John Reeves pulls his red Chevy truck into the vast, empty parking lot at the idled Florida Coast Paper Co. mill where he was employed for two decades. Beginning as a laborer, he worked his way up to assistant operator, manning a control room for the steam boilers that generated energy to grind trees into chips, then boil and reduce them to pulp.
Just a year ago, the mill ran at full speed, sending an odor like rotten eggs throughout the tiny Florida Panhandle town of Port St. Joe. Reeves, 42, figured then that he had a job for life. Then last August, paper prices plummeted. Reeves was laid off. So were most of the mill's 500 employees--just seven remain. At year's end, with no price relief in sight, debt-ridden Florida Coast announced a permanent shutdown.
In April, it filed for reorganization under Chapter 11 of the Bankruptcy Code. Among its options are sale and liquidation. Reeves, president of Local 379 of the Paper, Allied-Industrial Chemical & Energy Workers International--the mill's largest union--wants to resurrect the mill. He is offering cuts in the number of workers, wage concessions, and flexible rules.
BITTER WORDS. Florida Coast, which bought the mill just three years ago from its founder, St. Joe Co., won't decide the mill's future until fall. Meanwhile, Reeves and his co-workers are retraining for a variety of jobs. Along with the rest of Port St. Joe, they are forced to come to grips with the end of a generations-old paternalism. They're hurt and angry that after years of dominating their lives, St. Joe Co. no longer feels responsible for them and has actually turned its back on the community. St. Joe Co. "sold us to the highest bidder and walked away," Reeves says bitterly. "Now, it seems they refuse to do anything to help."
Indeed, St. Joe Co., which founded the mill in 1938 and operated it until the 1996 sale, is opposed to reopening the facility. St. Joe now plans and builds upscale communities and doesn't want a smelly paper plant nearby.
Port St. Joe's problems go way back. Alfred I. duPont, a black sheep in the wealthy duPont family, moved to Florida in the '20s to make his own fortune and established St. Joe Paper Co. It became Florida's largest private landholder, with more than 1 million acres. St. Joe eventually had interests in forests, sugar, banking, telephones, and railroads. Under recent shareholder pressure, it dropped "Paper" from its name and went into resort development. Among holdings it dropped was the paper mill, which was sold to Florida Coast, a joint venture of Stone Container (later merged with Jefferson Smurfit) and Box usa. Under St. Joe, layoffs were rare, and when a unit was sold, workers got jobs with another. "We became addicted to having St. Joe take care of us," says Reeves.
That kind of paternalism was once common in industrial towns all over America, but it has now largely disappeared. St. Joe extracted a price for its benevolence. For decades, say old timers, no one could buy a house without the approval of Ed Ball, duPont's brother-in-law and St. Joe president from 1936 through 1982. To keep others from speculating on its real estate, St. Joe required buyers to build within a year or forfeit the property. It kept wages low by refusing to sell sites to companies that would compete for employees. "This town was a work camp. That was their mentality," says grocer George W. Duren, who donated 400 turkeys to the unemployed last Christmas. "It was counterproductive for them to allow growth."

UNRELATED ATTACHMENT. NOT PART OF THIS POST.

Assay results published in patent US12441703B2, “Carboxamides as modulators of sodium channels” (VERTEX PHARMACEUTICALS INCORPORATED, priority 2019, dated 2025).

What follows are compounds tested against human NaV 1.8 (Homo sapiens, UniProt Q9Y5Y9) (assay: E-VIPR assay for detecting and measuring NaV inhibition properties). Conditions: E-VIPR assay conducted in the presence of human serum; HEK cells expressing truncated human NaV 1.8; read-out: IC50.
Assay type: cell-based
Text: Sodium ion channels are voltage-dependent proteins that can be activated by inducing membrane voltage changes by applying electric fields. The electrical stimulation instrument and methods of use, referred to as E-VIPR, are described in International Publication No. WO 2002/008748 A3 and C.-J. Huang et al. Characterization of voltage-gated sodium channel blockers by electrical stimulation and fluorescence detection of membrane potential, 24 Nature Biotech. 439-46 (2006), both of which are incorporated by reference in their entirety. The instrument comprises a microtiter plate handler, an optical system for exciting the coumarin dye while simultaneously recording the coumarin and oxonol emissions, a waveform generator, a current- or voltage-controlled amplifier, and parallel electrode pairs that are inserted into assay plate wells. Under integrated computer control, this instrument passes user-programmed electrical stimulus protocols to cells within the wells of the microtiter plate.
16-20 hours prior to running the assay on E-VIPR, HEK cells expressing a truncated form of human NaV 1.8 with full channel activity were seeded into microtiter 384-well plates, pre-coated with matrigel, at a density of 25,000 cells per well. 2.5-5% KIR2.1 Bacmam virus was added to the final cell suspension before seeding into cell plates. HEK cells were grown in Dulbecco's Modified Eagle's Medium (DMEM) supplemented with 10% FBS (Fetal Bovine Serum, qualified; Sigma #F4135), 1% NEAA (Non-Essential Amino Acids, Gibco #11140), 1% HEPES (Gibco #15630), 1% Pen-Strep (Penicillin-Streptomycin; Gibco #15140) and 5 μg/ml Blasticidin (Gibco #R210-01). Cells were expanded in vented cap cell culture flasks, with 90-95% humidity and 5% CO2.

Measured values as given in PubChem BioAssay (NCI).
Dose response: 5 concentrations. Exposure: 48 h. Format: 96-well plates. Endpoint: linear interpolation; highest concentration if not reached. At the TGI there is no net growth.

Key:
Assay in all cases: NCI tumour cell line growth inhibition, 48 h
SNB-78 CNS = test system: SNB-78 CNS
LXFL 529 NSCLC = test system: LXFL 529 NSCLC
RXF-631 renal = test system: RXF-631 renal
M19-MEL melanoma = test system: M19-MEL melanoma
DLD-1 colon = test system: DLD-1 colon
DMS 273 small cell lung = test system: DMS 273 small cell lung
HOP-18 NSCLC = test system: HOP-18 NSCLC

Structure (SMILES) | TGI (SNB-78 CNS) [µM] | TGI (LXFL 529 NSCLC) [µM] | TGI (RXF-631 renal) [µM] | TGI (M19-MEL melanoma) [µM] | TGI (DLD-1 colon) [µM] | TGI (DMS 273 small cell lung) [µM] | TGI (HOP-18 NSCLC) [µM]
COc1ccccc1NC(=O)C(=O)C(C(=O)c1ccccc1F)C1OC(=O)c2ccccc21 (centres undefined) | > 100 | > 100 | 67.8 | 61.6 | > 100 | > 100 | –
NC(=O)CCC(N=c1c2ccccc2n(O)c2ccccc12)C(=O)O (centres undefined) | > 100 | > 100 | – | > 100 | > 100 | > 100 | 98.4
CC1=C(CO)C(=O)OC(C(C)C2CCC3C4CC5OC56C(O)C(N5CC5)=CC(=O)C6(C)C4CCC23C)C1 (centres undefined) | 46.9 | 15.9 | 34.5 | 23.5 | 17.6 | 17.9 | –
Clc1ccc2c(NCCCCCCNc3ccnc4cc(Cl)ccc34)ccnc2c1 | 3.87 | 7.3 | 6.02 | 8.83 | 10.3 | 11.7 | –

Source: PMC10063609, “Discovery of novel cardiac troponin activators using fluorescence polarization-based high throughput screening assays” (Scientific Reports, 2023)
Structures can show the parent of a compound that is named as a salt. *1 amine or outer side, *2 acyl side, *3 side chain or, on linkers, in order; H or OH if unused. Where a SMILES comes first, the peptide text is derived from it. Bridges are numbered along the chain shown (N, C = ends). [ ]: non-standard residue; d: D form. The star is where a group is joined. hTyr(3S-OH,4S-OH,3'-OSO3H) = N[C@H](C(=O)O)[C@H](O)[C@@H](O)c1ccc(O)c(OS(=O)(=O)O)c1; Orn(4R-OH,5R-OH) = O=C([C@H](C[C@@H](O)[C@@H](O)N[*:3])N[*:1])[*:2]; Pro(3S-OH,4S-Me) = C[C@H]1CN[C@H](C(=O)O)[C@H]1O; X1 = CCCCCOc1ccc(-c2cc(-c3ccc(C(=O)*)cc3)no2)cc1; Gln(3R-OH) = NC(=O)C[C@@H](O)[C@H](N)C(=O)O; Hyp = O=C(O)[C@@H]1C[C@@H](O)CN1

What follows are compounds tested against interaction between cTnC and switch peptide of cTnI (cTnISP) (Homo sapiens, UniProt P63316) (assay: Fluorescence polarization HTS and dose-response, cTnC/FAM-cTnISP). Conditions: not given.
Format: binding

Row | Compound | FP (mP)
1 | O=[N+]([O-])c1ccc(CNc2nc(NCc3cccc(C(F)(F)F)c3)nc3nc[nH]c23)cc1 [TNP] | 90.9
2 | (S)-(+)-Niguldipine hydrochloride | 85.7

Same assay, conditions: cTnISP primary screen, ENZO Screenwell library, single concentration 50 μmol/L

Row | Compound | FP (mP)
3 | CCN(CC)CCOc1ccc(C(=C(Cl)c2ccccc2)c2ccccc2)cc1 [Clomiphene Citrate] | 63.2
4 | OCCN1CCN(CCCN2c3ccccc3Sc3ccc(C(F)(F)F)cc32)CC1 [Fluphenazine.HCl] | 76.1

That symbiotic relationship ended three years ago. Florida Coast didn't assume St. Joe's sense of responsibility for the town's 4,600 residents (out of Gulf County's 13,000). In December, county unemployment hit 21.7%, more than twice that of any other region of the state. It dropped to 13.6% in May, largely because many workers left town. Without the mill, county schools lose 28% of their local tax base. Already, the mill owes $5 million in back taxes.
The collapse was triggered by something no paper company could control--oversupply and slumping prices. It worsened when demand in Asia and Latin America fell last summer. "Generally, we have been in a booming economy, so most of the time when we have dislocations, we have opportunities nearby," says the state Labor Dept.'s Larry McIntyre, who distributes federal funds under the Job Training Partnership Act. Because of St. Joe's iron control, there were no other places for displaced workers to go. Even now, St. Joe shows no inclination to help. Community leaders want a deep water port, but they need cooperation from St. Joe, owner of 63% of county land. So far, St. Joe isn't interested.
That may be because most execs of the Jacksonville company are newcomers. Peter S. Rummel was brought in as chairman in 1997 from California, where he headed Walt Disney Co.'s real estate division. He and other officials decline to comment on Gulf County's crisis.
So former workers cope as best they can. Reeves, whose $275 per week in unemployment is a third of his old pay, will sell his house and buy a smaller one. After losing health-care benefits, he enrolled his daughter, who has Hodgkin's disease, in a state insurance pool. Four nights a week, he attends a community college. Classes are crowded with former mill workers. More than $800,000 in federal retraining money has gone to the area to refit workers for other jobs. "I had big burly men in flannel plaid shirts crying to me that they didn't know how to get a job," says Leigh Duggar, coordinator of the community college.
Reeves, who makes a little money refinishing furniture at home, is working toward a business degree. He hopes to pick up tips to help him in negotiations with Florida Coast. Meanwhile, he has become a teacher's pet. Instructors call on him with questions about layoffs and labor relations to give flesh-and-blood examples to textbook theories. Reeves obliges, but wishes he hadn't learned the stories the hard way.